Lorri's Story
I felt that people could beat you up, rape you because that was all you were worth

I never met a prostitute who didn’t come from a background of sexual abuse. None of the prostitutes I worked with as a sexual abuse counsellor ever knew a prostitute, male or female, who hadn’t been sexually abused. People who have been sexually abused feel worthless. They feel that’s all they’re good for. Many feel that for the whole of their life people have “been getting this for nothing”. So there’s a false sense of power in prostitution; they make people pay for it, and they feel in charge now. But the reality is that they are continuing to be abused.

When I realised I was pregnant, I was delighted because I felt I would have someone who would love me – this little baby. One night when I was about three months pregnant I was out drinking with a friend who took off, and a guy offered me a lift home. In the car he came on to me. I said no, and he started punching me. I punched him back, but he was bigger and stronger. When he punched me in the stomach, I said “be careful, I don’t want you to hurt the baby”. So he had me: you stop fighting or I’ll kill the baby.

He raped me. Afterwards he told me to get out of the car and fix my clothes, and as I was doing so, a police car came along. They had this guy before he had his pants back on, and this hysterical woman who was black and blue from being beaten up and raped and terrified because she might lose her baby. But these detectives knew me, and their attitude was “what do you expect?” They took me down to the station, but they wouldn’t get a doctor. They got a statement from the man saying he’d done it, but they were trying to convince me to let them charge him with something minor. As dawn was breaking, I ran out of rage and said “just take me home”. They did charge him with something minor.

I felt the police had raped me too by not dealing with my rape properly. One of the reasons they hated me was because some of my friends were Aboriginal women, and these policemen used to go into the hotels and say to them “you come with us”. They used to tell the women they had a choice – have sex with them or be put in jail for the night. It was rape, but for these women it was just part of life.

When my parents found out I was pregnant my father came to the boarding house and said, “This is killing your mother. You’ve got to come home.” So I went home. The police not charging the man who raped me with rape had been the last straw. I felt that people could beat you up, rape you, do whatever they liked to you because that was all you were worth.

I had my baby and worked in the local pub as a waitress. My sister was working in a cray-fishing village up the coast and she invited me there for a party. I met up with the guy I’d been living with who I believed was the father of my baby. He asked me to move up there, and because it was a way out of home and I thought he’d take care of me, I did.

But he was incredibly violent and controlling. If he found out that I’d left the flat, even to take the rubbish out, he’d beat me up. I got away a few times but while part of me was relieved, another part would pick up the phone and tell him to come and get me.

Then I had to have an operation because I had to have an ovary removed because of cysts. I wasn’t allowed to have sex but when I went home, my partner raped me. I was bleeding and had to get the doctor, and he told me off for having sex. I thought the only way out would be to go crazy, and then I’d be locked in a padded room. So I got hammers and nails and locked the windows and barred the door, and sat in a corner of the bathroom rocking and screaming – going crazy. I wanted my partner to call an ambulance but he just got drunk with his friends. Every now and again someone would come and try to get through to me. This went on for days.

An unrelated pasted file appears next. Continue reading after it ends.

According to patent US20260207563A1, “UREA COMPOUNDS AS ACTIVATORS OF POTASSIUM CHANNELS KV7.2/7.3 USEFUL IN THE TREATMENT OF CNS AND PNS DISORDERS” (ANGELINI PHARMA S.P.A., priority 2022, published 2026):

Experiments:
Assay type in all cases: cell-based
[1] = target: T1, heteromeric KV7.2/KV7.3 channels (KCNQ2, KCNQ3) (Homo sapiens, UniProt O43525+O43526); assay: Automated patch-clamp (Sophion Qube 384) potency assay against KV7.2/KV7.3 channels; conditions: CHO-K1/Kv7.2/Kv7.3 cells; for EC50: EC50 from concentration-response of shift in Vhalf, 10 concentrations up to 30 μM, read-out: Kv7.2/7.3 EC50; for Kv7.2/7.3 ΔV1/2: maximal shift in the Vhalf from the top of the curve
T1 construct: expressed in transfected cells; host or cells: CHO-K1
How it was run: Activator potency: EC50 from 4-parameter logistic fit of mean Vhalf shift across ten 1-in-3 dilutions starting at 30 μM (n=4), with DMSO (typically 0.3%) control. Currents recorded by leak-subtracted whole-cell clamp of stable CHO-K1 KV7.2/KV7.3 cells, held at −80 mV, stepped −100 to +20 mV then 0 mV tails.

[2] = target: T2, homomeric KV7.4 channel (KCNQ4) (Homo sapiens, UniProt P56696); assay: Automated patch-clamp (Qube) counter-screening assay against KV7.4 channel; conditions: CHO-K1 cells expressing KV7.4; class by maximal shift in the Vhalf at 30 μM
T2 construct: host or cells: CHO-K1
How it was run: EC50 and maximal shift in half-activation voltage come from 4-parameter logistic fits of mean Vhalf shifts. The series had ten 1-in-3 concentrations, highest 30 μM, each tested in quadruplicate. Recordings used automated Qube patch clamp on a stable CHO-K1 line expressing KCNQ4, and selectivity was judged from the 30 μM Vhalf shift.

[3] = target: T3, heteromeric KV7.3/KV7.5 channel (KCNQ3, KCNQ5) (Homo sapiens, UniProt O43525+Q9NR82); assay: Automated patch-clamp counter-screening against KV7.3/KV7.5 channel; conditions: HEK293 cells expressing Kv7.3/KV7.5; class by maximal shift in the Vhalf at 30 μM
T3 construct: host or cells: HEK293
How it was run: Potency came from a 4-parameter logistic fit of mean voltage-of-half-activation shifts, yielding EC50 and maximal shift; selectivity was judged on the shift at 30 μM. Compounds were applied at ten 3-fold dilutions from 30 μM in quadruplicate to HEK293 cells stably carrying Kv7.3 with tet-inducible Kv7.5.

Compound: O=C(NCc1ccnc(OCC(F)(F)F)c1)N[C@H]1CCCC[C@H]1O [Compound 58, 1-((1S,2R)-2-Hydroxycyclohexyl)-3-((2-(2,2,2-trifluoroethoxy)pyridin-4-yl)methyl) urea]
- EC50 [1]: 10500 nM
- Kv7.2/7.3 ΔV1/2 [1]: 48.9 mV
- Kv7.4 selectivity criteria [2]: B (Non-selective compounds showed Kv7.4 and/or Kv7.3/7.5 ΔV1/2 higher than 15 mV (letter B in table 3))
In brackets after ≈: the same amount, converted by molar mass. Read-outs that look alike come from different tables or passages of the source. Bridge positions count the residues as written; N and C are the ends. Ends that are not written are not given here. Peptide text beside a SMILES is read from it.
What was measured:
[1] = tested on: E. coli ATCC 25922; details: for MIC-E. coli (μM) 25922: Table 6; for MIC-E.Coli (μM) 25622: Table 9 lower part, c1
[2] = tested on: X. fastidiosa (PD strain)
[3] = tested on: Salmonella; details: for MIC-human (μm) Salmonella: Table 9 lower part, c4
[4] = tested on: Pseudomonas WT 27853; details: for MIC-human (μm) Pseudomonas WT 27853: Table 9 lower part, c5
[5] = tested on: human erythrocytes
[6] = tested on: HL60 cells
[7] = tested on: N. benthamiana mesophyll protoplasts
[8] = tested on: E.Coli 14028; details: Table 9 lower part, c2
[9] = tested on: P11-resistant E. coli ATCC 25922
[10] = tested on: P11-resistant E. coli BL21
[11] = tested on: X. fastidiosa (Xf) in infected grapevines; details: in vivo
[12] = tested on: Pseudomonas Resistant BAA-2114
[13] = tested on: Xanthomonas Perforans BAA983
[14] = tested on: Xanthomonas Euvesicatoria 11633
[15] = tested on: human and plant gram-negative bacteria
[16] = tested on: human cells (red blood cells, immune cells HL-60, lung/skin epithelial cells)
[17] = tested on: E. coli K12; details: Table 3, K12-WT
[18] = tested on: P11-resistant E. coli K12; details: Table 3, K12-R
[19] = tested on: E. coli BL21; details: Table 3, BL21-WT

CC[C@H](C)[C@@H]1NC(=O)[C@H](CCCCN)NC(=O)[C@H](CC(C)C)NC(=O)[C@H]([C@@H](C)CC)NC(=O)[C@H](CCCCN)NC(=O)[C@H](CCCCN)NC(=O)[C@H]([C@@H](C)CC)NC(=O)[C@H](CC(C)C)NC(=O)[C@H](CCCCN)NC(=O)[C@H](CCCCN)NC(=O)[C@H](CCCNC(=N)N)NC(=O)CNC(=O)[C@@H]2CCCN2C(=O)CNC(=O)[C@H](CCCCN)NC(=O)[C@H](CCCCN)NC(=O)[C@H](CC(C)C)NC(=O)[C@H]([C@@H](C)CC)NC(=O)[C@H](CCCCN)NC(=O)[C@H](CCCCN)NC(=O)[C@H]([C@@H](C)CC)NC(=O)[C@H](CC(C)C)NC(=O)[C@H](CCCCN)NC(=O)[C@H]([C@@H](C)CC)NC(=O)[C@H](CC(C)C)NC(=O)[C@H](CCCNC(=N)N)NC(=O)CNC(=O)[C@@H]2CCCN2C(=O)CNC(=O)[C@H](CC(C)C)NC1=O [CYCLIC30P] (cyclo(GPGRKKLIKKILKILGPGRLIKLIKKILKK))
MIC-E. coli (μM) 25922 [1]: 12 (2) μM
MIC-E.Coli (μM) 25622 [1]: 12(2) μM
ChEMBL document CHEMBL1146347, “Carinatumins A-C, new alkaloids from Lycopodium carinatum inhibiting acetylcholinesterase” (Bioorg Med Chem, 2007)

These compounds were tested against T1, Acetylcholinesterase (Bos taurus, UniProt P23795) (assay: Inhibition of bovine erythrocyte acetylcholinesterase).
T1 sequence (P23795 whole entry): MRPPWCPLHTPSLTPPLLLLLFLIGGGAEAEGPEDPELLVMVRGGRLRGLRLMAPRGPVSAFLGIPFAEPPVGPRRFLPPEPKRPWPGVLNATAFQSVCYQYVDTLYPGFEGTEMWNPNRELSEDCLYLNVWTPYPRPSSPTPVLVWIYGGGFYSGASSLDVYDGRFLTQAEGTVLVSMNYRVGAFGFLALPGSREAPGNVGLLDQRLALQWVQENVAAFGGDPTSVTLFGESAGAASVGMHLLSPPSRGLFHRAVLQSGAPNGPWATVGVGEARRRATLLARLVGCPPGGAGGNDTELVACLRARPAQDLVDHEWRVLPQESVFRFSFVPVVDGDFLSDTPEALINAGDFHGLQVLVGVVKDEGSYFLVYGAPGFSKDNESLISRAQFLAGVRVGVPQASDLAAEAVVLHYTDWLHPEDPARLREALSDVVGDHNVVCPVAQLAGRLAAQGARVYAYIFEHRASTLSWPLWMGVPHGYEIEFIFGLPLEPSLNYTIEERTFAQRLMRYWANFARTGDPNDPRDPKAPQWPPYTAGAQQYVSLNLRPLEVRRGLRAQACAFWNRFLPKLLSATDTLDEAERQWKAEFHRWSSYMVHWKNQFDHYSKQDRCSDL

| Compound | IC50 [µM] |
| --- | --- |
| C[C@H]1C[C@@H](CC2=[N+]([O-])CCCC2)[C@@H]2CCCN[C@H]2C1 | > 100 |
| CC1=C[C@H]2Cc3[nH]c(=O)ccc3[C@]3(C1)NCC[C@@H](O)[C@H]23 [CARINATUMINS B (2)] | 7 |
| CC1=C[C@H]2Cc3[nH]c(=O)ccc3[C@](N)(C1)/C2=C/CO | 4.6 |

My partner tried to make me stop and ended up splitting my head open with his fist. When they were all asleep I just walked out and hitchhiked to my parents’ house. My mother’s attitude was “you made your bed, you lie in it”. But she wasn’t there, and my father got a doctor and went back with me to collect my 20-month-old baby. I told the police about the burglaries my partner and his mates had done. So I burnt my bridges. I had no doubt he would kill me if he could get his hands on me.

I thought there was nothing to do but be how my parents wanted me to be. Obviously acting out didn’t get anyone to realise something was wrong or get me any help. And a guy wasn’t going to protect me. You find one man to protect you from men, but who’s going to protect you from that man? I still didn’t get that I was the one who had to learn how to protect me.

I started going out with a policeman, Rod. He was separated and rented a house with a couple of friends. He trained horses for a mate who had a trotting stable, and I used to get up early and do this with him. One day my father went into a tirade and told me I had to leave home, and I rang Rod and asked if I could stay at his flat. I moved into his room, as there was no other, and into his bed, and we had another bed for my daughter.

Rod had two girlfriends he used to go and stay with, and I really liked that set-up because I didn’t feel he owned me. I felt we were friends. But then he decided that he loved me, and started saying “do you love me?” I said, “I don’t know what love is, but if I did, I’m sure I would.” He said either I had to become his partner or we’d have to stop seeing each other. So I decided I loved him too. I felt I’d been blackmailed into it because otherwise I’d lose the only support I’d ever had.